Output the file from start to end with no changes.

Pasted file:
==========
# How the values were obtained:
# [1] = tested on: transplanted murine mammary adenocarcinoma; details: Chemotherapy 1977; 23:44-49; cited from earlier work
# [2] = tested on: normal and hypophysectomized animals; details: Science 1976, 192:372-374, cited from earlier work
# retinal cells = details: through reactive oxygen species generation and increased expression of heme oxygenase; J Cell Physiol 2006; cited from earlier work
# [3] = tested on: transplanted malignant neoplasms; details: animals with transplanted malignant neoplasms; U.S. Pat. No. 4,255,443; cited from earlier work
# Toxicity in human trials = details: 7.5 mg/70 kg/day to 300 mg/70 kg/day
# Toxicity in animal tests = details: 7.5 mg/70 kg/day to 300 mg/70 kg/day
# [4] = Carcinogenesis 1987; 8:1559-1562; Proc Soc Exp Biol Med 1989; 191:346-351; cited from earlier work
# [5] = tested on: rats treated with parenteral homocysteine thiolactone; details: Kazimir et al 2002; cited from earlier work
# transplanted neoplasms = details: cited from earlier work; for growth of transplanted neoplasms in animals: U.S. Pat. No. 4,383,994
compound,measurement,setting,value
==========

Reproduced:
# How the values were obtained:
# [1] = tested on: transplanted murine mammary adenocarcinoma; details: Chemotherapy 1977; 23:44-49; cited from earlier work
# [2] = tested on: normal and hypophysectomized animals; details: Science 1976, 192:372-374, cited from earlier work
# retinal cells = details: through reactive oxygen species generation and increased expression of heme oxygenase; J Cell Physiol 2006; cited from earlier work
# [3] = tested on: transplanted malignant neoplasms; details: animals with transplanted malignant neoplasms; U.S. Pat. No. 4,255,443; cited from earlier work
# Toxicity in human trials = details: 7.5 mg/70 kg/day to 300 mg/70 kg/day
# Toxicity in animal tests = details: 7.5 mg/70 kg/day to 300 mg/70 kg/day
# [4] = Carcinogenesis 1987; 8:1559-1562; Proc Soc Exp Biol Med 1989; 191:346-351; cited from earlier work
# [5] = tested on: rats treated with parenteral homocysteine thiolactone; details: Kazimir et al 2002; cited from earlier work
# transplanted neoplasms = details: cited from earlier work; for growth of transplanted neoplasms in animals: U.S. Pat. No. 4,383,994
compound,measurement,setting,value